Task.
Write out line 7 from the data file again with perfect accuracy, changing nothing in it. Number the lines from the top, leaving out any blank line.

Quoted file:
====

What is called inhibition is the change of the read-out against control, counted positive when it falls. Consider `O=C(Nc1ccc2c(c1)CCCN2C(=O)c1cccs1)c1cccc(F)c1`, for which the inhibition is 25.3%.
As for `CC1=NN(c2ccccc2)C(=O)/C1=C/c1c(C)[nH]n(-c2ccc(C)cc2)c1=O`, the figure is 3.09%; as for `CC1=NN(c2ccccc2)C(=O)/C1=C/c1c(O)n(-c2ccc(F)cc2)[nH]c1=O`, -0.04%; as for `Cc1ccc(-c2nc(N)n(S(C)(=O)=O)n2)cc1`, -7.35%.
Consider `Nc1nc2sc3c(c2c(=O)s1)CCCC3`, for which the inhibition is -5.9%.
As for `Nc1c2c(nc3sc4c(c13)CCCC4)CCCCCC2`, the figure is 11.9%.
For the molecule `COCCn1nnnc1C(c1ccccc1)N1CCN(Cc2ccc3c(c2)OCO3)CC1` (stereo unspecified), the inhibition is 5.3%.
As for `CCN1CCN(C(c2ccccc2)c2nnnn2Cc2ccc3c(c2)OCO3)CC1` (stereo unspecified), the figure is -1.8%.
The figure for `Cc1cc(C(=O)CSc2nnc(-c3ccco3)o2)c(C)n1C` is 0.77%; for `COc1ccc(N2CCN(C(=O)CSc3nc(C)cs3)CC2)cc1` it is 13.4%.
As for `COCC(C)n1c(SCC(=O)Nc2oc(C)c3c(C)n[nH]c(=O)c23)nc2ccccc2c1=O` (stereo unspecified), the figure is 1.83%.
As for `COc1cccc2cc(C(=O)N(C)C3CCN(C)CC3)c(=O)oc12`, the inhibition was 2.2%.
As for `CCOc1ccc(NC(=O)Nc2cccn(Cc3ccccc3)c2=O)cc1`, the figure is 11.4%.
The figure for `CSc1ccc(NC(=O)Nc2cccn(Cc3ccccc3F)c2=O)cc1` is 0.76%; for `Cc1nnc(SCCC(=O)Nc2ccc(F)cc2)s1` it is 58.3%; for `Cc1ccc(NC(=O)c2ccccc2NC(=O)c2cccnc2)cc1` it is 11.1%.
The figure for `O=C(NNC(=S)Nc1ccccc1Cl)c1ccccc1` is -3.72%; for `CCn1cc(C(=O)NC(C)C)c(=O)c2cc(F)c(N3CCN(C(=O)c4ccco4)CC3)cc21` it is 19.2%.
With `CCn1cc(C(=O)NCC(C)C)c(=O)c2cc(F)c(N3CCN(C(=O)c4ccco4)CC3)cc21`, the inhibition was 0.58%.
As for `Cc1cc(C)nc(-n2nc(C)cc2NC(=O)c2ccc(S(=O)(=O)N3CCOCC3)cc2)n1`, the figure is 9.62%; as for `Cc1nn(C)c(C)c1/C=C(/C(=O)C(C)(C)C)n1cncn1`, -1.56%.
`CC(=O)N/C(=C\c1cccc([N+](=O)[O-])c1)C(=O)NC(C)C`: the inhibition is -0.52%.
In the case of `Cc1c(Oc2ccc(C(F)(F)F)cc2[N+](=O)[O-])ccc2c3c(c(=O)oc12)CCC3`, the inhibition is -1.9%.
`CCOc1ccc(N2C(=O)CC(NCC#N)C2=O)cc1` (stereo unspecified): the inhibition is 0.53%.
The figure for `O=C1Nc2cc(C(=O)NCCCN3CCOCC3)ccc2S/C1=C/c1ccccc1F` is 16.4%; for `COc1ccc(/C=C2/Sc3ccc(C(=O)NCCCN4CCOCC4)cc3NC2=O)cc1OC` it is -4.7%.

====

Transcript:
The figure for `Cc1cc(C(=O)CSc2nnc(-c3ccco3)o2)c(C)n1C` is 0.77%; for `COc1ccc(N2CCN(C(=O)CSc3nc(C)cs3)CC2)cc1` it is 13.4%.